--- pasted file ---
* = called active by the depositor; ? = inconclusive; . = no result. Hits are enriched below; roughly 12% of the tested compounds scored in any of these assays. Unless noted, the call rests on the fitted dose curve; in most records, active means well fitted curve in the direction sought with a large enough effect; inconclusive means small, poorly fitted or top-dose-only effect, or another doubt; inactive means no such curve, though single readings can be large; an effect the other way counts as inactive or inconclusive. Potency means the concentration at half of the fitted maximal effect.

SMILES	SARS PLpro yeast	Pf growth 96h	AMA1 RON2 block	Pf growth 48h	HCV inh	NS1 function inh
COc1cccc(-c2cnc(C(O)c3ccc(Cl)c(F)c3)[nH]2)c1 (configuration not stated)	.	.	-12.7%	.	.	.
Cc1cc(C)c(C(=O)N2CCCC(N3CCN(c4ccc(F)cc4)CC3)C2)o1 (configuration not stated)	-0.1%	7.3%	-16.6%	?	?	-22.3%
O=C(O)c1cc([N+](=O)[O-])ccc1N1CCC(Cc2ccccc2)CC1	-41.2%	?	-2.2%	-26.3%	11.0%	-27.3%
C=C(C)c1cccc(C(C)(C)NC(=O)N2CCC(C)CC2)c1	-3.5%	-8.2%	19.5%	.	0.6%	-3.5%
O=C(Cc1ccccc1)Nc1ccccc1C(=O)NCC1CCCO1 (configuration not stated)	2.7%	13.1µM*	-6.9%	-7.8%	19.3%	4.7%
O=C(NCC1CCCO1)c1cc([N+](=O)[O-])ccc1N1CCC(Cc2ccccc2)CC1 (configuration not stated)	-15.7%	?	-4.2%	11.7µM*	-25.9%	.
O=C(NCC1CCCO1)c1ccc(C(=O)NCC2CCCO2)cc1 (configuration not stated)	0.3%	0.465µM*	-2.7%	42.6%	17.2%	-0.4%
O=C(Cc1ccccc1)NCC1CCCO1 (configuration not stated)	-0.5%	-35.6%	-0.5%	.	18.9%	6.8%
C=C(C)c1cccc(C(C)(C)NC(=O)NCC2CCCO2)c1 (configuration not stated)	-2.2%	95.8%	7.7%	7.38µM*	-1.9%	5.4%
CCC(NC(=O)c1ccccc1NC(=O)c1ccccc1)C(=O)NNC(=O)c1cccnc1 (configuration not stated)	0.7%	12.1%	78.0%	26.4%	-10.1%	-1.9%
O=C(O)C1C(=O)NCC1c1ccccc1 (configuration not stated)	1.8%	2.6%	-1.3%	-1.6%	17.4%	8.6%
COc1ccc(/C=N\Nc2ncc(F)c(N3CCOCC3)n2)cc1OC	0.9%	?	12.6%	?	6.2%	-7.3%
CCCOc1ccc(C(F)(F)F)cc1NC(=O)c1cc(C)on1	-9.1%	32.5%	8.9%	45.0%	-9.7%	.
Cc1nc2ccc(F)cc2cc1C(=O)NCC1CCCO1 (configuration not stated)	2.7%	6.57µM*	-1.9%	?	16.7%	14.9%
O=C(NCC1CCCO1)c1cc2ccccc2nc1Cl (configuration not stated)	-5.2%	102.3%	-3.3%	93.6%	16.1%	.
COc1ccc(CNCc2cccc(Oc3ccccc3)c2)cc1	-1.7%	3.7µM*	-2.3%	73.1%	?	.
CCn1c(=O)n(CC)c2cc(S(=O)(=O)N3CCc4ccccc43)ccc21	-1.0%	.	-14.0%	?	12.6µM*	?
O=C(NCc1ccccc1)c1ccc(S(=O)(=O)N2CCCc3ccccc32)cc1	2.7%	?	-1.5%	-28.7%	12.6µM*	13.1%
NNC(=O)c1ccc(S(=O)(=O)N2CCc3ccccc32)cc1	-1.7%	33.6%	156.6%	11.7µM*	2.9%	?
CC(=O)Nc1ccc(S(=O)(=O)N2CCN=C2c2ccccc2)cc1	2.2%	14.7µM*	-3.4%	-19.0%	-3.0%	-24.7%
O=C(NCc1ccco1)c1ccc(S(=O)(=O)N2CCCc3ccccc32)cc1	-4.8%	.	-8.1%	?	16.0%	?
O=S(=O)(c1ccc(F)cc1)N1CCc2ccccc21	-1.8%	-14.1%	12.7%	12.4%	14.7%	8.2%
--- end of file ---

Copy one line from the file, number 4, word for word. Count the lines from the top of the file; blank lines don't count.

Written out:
Cc1cc(C)c(C(=O)N2CCCC(N3CCN(c4ccc(F)cc4)CC3)C2)o1 (configuration not stated)	-0.1%	7.3%	-16.6%	?	?	-22.3%